A new computer algorithm allows scientists to use a high-performance sensor technology, called scientific complementary metal-oxide semiconductor cameras, for a wide range of biological research.
"Scientific sCMOS cameras are rapidly gaining popularity in biological sciences, material sciences and astronomy," said Fang Huang, an assistant professor in Purdue University's Weldon School of Biomedical Engineering. "The sensor provides significant advances in imaging speed, sensitivity and field of view compared with traditional detectors such as charge-coupled devices or electron multiplying CCD."
However, the use of sCMOS cameras for biological research has been limited because of fluctuations in pixel quality, generating more "noise," than the other cameras. In particular, every pixel fluctuates at its own rate.
"When you are trying to use this for biological studies, it's very difficult to determine whether this fluctuation comes from the sample (photons) or from the camera itself," said Sheng Liu, the lead author of the paper, a postdoctoral research associate at the Weldon School of Biomedical Engineering.
Now, working with researchers in Purdue's Department of Biological Sciences, Liu and Huang have developed a new algorithm that corrects the noise, making the sCMOS cameras available for a wide range of biological microscopy.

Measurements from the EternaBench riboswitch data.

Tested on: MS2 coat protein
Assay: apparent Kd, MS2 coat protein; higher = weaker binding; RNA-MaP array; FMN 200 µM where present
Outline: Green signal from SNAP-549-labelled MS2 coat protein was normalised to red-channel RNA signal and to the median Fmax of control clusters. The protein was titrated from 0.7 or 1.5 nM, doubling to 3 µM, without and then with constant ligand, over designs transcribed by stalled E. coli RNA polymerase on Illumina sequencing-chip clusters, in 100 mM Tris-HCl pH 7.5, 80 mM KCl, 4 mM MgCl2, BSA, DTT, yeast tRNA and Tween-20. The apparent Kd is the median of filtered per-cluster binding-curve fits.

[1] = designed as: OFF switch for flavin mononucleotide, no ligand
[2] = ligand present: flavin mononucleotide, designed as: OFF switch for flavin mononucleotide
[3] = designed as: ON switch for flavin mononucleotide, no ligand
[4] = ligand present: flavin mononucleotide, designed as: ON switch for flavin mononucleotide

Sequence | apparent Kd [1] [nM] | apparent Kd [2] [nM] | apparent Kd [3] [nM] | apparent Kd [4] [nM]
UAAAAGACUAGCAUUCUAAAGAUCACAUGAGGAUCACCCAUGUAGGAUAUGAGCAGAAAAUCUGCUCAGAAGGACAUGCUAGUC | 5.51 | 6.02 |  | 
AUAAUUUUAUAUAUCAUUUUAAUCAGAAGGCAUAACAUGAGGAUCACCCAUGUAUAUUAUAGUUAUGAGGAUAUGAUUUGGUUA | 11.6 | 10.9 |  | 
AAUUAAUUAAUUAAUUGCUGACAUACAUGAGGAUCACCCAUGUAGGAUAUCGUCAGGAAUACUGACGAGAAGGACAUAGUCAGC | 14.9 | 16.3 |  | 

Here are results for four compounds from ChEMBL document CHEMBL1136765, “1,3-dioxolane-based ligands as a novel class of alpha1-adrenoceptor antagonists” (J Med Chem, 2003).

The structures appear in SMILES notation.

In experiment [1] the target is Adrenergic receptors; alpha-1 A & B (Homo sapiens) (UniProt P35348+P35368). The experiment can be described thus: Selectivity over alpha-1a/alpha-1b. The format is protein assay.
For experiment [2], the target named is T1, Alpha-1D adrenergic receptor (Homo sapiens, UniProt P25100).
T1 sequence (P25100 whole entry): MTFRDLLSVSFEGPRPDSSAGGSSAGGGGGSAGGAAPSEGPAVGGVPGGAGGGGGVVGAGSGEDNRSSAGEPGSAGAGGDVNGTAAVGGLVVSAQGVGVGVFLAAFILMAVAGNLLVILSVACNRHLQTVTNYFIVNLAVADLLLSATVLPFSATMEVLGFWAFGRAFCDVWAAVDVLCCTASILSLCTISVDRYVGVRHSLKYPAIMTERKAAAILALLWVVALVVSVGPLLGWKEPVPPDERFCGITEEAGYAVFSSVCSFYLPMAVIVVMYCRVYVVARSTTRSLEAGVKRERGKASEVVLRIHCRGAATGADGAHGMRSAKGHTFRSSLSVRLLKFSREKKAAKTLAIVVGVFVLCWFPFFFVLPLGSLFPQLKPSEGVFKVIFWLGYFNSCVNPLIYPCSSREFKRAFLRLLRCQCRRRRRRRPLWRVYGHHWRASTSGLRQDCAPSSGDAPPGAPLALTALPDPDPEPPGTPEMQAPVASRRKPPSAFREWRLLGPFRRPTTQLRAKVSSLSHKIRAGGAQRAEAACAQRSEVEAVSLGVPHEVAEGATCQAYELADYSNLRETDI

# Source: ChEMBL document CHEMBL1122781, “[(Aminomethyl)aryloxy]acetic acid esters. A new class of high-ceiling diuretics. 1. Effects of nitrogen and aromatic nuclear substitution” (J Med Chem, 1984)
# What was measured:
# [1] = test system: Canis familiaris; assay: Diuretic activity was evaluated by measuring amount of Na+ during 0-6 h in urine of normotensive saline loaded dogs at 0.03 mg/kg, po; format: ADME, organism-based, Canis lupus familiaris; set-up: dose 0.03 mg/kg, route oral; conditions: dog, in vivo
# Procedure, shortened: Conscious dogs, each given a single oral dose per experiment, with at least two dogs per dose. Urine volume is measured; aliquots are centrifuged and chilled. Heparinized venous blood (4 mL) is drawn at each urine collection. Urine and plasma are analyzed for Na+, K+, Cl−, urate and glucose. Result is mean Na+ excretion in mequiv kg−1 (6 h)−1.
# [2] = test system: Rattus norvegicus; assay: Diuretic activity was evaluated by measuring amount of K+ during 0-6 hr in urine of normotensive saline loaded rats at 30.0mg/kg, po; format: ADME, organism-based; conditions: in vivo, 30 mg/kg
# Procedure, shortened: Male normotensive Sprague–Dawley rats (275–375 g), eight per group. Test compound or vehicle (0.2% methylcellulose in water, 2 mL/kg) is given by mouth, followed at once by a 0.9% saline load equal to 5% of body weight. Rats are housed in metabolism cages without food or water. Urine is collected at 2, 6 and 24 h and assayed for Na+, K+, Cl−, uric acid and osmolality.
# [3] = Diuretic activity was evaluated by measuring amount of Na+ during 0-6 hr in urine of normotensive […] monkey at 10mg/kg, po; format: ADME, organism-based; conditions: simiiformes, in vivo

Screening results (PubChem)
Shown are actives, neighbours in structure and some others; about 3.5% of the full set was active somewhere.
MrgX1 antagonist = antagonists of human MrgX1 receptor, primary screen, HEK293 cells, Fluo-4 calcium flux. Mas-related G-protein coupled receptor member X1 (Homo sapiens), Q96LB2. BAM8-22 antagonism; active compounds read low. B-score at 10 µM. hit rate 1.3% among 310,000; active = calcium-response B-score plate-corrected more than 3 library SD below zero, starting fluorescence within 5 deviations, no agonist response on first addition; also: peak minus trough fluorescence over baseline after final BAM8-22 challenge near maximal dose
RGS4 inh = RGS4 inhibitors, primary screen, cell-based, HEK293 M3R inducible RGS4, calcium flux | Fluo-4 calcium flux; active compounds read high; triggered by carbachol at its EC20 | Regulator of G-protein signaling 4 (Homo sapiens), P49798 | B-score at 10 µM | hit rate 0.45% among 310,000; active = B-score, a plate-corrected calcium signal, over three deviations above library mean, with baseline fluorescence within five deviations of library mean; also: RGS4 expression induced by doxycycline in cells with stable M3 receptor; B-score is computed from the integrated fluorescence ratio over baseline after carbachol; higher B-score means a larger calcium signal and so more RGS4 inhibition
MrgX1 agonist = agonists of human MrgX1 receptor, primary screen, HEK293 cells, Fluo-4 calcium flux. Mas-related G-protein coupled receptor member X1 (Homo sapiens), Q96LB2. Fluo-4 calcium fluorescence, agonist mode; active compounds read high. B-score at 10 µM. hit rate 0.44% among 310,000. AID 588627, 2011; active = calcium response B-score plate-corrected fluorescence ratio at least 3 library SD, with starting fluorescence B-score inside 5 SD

Findings were detailed in a research paper appearing earlier this year in the journal Nature Methods.
The authors include Liu; postdoctoral research associate Michael J. Mlodzianoski; graduate students Zhenhua Hu, Yuan Ren and Kristi McElmurry; Daniel M Suter, an associate professor in the Department of Biological Sciences; and Huang.
"We have been trying to use this camera for live-cell single-molecule super-resolution imaging and introduced an algorithm for that purpose in 2013," Huang said. "However, the previous algorithm works only for single-molecule studies, which means all your objects have to be so-called point emitters. So, basically, your images must look like stars in the sky."
Biological research, however, often involves imaging complex structures such as cellular organelles. To solve the problem, researchers developed the new algorithm.
"The fundamental challenge is to estimate one of the variables when you know the sum of two variables. There's no unique answer to this question but we want to make the best estimate given our additional knowledge of the two variables." Huang said. "We exploited a general property of imaging systems, the optical transfer function. Based on our knowledge of how each of the 4 million pixels on our camera chip behave, we are able to estimate the actual photon level at each pixel location. This is very exciting for us because this allows CMOS sensors to be used in a broad spectrum of imaging methods for quantitative biomedical and biological studies, improving their sensitivity, field of view and imaging speed."
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Sheng Liu et al. sCMOS noise-correction algorithm for microscopy images, Nature Methods (2017). DOI: 10.1038/nmeth.4379